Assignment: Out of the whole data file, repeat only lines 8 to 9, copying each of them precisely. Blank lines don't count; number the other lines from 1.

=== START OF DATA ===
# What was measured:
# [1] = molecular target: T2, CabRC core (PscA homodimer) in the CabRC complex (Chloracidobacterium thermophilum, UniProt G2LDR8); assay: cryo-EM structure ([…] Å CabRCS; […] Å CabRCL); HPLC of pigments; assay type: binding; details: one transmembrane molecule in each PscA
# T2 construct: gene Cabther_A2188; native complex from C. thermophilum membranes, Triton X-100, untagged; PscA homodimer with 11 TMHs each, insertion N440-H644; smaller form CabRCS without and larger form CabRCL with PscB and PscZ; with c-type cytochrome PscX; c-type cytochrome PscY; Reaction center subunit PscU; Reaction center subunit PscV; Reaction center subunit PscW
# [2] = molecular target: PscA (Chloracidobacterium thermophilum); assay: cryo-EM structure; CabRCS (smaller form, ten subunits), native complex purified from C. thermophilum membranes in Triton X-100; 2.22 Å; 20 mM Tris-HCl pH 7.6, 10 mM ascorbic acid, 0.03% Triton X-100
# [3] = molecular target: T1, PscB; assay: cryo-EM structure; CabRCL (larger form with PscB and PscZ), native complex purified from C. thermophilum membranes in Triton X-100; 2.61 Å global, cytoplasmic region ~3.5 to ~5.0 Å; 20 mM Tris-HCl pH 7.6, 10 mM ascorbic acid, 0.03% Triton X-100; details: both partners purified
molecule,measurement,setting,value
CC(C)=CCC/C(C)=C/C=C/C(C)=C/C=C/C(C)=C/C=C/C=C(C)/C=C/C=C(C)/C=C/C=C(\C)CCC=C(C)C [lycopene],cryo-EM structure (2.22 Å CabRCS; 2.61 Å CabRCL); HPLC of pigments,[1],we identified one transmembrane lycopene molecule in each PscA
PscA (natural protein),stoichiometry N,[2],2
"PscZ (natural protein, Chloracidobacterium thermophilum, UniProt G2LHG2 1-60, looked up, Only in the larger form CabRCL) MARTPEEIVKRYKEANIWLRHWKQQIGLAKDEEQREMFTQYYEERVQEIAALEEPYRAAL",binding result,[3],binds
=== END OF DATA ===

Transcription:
PscA (natural protein),stoichiometry N,[2],2
"PscZ (natural protein, Chloracidobacterium thermophilum, UniProt G2LHG2 1-60, looked up, Only in the larger form CabRCL) MARTPEEIVKRYKEANIWLRHWKQQIGLAKDEEQREMFTQYYEERVQEIAALEEPYRAAL",binding result,[3],binds